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Class A has a UIImage.

Class B has a static reference to a class of type A.

Before class B is instantiated, I want to call a static method in class B to assign an instance of class A.

+ (void)setClassAReference:(ClassA*)classA
{
    classA_ = classA;
}

Is this possible?

Before I delved into my current project, I created a sample one, and was able to set an integer value, then instantiate B with it keeping the stored value and allowing access to it.

However, in my current project, XCode refuses to allow me to pass an integer value:

Non-static method in class A:

- (UIImage*)imageWithIdentifier:(ImageIdentifier)identifier; // identifier is enum type

After class B is instantiated, I try to call a method in A:

UIImage *img = [classA_ imageWithIdentifier:ImageIdentifier_Foo];

But I get an implicit conversion warning. The auto-complete shows (id) instead of (ImageIdentifier). I've triple-checked all my method signatures and they all use the enum type.

Am I using static variables incorrectly or is there another problem? I realize I could use a singleton, but I'd prefer not to if possible.

I'm adding the enum declaration here:*

typedef enum
{
  ImageIdentifier_Foo = 0,
  ImageIdentifier_Bar
} ImageIdentifier;

*real names changed to protect the innocent.

share|improve this question
    
Why does the class B need to have a reference to an instance of A before an instance of B is created? Every instance of B will then have the same instance of A. –  Josh Caswell Feb 11 '12 at 20:15
    
'A' holds a few different images used by several sub-classes of 'B.' I want to make the classes re-usable, so each app might have different image names. I want to avoid having each sub-class send the same image name each time one is created by only sending it once in a static method. –  TigerCoding Feb 11 '12 at 20:19

2 Answers 2

up vote 2 down vote accepted

Firstly...

If you want to initialize static variables on a class before it is instantiated you use the class method on NSObject

+ (void) initialize

This is where you can assign your static ClassA variable in ClassB.

Secondly....

Make sure you retain that classA variable, otherwise it will be released.

Thirdly.....

Regarding your implicit conversion... what is variable 'a', above this you wrote classA_. Can you show your enum declaration. Have you imported ClassA ?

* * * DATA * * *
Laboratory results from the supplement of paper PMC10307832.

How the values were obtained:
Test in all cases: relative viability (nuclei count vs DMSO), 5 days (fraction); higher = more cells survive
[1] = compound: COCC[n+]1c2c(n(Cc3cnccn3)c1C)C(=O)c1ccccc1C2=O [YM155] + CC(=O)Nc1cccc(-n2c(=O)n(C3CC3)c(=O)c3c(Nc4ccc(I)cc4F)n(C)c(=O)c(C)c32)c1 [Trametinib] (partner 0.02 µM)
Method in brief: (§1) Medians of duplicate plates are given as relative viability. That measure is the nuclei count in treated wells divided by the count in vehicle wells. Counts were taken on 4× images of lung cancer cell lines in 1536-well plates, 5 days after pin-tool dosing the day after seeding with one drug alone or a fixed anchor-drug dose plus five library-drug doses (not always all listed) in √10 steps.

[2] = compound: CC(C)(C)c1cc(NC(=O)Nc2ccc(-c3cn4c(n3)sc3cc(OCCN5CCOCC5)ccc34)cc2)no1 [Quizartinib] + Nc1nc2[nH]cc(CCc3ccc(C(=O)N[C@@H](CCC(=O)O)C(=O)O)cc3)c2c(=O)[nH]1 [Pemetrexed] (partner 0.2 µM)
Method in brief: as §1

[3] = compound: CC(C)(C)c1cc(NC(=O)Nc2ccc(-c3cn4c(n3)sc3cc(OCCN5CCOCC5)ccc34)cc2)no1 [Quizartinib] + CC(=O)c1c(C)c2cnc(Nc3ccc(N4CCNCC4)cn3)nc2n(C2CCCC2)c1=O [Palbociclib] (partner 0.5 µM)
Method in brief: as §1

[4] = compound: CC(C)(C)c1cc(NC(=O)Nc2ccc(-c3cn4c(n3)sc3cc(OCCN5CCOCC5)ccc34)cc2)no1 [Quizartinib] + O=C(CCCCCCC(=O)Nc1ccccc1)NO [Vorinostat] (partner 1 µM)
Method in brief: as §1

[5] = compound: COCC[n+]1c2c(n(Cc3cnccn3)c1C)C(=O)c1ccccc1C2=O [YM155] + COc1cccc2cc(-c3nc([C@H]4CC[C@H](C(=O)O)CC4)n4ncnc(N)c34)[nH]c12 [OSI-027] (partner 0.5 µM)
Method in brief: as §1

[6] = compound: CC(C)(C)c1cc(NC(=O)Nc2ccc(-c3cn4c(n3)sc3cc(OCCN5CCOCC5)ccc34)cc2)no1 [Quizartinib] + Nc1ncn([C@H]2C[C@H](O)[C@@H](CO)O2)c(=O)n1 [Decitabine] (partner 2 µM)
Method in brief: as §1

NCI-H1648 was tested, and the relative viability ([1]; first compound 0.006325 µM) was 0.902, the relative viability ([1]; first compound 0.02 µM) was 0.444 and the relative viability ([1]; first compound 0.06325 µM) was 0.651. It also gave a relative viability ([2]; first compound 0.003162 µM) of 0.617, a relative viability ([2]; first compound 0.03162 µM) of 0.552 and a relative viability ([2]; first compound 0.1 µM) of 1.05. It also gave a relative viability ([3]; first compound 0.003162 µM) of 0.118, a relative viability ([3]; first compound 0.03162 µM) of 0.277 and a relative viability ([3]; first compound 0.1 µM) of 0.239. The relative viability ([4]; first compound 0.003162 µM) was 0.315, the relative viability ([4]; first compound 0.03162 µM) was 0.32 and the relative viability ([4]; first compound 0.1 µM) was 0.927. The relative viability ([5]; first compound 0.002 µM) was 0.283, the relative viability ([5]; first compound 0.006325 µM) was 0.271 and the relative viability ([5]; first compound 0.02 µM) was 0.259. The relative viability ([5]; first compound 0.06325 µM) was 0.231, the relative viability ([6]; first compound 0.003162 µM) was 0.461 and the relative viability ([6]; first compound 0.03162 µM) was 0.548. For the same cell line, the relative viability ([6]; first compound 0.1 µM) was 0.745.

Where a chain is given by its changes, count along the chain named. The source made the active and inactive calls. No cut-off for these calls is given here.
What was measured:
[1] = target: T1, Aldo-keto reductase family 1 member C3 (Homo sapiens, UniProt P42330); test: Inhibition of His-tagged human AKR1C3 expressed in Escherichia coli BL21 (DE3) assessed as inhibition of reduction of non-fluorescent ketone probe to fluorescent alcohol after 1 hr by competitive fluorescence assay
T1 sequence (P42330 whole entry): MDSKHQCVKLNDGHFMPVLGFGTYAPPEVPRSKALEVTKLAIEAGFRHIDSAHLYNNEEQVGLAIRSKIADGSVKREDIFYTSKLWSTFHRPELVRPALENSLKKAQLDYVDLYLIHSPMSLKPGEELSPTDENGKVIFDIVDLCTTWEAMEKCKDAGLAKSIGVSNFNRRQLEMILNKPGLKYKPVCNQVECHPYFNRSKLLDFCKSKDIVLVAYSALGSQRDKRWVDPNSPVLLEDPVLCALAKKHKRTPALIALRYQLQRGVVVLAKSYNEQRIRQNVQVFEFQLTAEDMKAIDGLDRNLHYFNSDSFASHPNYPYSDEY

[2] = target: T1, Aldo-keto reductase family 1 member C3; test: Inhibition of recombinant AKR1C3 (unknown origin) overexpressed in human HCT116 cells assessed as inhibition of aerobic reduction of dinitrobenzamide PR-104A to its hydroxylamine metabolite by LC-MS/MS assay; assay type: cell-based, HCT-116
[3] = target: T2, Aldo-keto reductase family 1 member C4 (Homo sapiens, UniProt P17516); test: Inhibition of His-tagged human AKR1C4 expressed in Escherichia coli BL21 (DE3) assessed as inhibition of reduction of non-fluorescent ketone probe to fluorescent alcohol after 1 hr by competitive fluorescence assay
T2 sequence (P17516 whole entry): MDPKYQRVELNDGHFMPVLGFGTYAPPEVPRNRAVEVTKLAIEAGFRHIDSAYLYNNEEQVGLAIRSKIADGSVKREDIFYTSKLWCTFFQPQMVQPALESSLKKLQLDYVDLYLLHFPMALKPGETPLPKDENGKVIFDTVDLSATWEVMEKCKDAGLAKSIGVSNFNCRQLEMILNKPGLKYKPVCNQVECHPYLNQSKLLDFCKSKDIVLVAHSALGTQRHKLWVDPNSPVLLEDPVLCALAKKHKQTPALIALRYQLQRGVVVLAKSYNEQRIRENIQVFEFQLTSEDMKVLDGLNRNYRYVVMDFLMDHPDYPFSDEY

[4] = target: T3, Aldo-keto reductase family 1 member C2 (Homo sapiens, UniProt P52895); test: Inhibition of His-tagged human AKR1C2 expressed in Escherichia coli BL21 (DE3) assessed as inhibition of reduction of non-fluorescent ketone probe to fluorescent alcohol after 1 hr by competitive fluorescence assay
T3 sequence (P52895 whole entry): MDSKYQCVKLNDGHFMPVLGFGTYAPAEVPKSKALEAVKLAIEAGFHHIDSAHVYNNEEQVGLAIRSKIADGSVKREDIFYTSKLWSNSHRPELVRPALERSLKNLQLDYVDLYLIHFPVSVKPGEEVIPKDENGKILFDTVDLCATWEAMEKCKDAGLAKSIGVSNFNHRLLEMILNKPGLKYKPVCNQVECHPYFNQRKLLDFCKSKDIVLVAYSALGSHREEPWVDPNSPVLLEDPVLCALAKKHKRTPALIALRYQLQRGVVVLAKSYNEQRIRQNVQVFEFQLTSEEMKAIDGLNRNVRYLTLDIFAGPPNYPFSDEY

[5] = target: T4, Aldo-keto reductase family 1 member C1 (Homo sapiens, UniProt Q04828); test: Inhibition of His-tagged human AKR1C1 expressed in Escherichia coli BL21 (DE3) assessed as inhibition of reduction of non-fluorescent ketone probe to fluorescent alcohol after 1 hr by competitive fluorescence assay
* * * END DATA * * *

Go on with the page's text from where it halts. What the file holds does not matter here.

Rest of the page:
I don't have any compile error with this:

ClassA.h

typedef enum
{
    ImageIdentifier_Foo = 0,
    ImageIdentifier_Bar
} ImageIdentifier;

@interface ClassA : NSObject

- (UIImage*)imageWithIdentifier:(ImageIdentifier)identifier; // identifier is enum type

@end

ClassA.m

#import "ClassA.h"

@implementation ClassA

- (UIImage*)imageWithIdentifier:(ImageIdentifier)identifier {
    return nil;
}

@end

ClassB.h

@interface ClassB : NSObject

@end

ClassB.m

#import "ClassB.h"
#import "ClassA.h"

static ClassA *classA;

@implementation ClassB

+ (void) initialize {
    classA = [[ClassA alloc] init];
}

- (void) doSomething {
    UIImage *image = [classA imageWithIdentifier:ImageIdentifier_Foo];
    NSLog(@"image %@", image);
}

@end
share|improve this answer
    
Class A has it's own init method, which calls [super init] like any other class. I'm not retaining, because I use ARC. I made a mistake in my code, I changed the variable name for 'a'. Yes, the class with type names are is imported. Strangely, in class A, I now see errors in the interface method signatures 'Expecting a type' but header for the type is imported and the type name is in blue, clearly showing the compiler recognizes the type name. Add the enum declaration above. What I'm doing should be possible correct? Maybe XCode is being weird? –  TigerCoding Feb 11 '12 at 20:33
    
Thank you for your help. This was driving me crazy. –  TigerCoding Feb 11 '12 at 20:45
    
Marked yours correct as you clearly showed it could be done. –  TigerCoding Feb 11 '12 at 20:57

The error got cleared up.

I was importing Class A in the .h file of Class B. It was also being imported in the .m file of class B. I removed the import in the .h file, and changed it to @class ClassA and everything automagically resolved itself.

Would a circular reference have caused this?

share|improve this answer
    
Dont think so. I just tried that with my sample code and still no problems. –  bandejapaisa Feb 11 '12 at 20:47
    
I think Xcode just got screwed up then (wouldn't be the first time). Thanks for your help. –  TigerCoding Feb 11 '12 at 20:57

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